Seattle-based Graham Baba Architects dug deep for Woodinville Whiskey’s new home

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Sorensen and Brett Carlile founded Woodinville Whiskey in 2010 and released their first five year old whiskey in 2015. In 2016, Woodinville Straight Bourbon won the American Distilling Institute’s Craft Whiskey of the Year award. In 2016, Moët Hennessy, the wine and spirits division of LVMH, acquired the company. In 2020, Woodinville won a double gold medal and Best Straight Bourbon of the Year at the San Francisco International Spirits Competition.

After their takeover, the distillery produces six times as much whisky. “As we grow, we’ll become a bigger player in America, where only a handful of distilleries make most of the bourbon,” says Sorensen.

Grain is shipped from Quincy to the Woodinville Distillery. Whiskey mash is made there and spent grains are shipped to a farm in western Washington to feed dairy cows. “It’s a circular process and a compelling part of the story,” says Tillack.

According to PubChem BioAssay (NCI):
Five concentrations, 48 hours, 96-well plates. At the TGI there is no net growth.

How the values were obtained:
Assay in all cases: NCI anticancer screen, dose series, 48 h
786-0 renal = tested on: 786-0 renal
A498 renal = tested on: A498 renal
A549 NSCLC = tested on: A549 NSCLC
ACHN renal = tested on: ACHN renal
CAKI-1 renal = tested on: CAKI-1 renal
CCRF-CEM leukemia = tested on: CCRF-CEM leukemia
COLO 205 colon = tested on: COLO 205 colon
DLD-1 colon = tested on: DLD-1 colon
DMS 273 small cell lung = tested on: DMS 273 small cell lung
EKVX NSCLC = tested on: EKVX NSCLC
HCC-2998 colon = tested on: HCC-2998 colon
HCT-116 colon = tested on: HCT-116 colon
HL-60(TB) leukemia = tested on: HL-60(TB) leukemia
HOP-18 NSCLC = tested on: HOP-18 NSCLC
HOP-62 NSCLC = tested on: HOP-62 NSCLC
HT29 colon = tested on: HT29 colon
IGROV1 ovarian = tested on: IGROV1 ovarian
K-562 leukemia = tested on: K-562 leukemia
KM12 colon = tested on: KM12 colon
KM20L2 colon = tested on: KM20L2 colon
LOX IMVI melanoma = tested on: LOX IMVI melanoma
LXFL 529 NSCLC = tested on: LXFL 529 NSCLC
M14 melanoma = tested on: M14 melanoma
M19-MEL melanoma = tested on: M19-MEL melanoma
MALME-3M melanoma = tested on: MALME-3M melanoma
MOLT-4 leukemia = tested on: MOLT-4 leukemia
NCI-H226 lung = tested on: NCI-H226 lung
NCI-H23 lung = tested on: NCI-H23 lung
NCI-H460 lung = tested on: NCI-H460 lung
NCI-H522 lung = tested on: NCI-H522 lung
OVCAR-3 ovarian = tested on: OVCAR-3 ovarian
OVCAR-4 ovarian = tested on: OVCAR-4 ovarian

Unaged whiskey is transported back to Quincy to the new processing building where it is pumped in casks in a 5,000 square foot cask room. Thousands of whiskey casks are then transported to barrelhouses where they are aged for five years. Then the whiskey is bottled.

Heat and cold play a major role in the aging process. The whiskey is heated in spring and summer and pressed into the wood of the casks at 80-100 degrees a day. As temperatures drop, flavors are drawn from the wood and across the cask’s layer of charcoal, resulting in a whiskey that offers hints of vanilla, caramel and oak.

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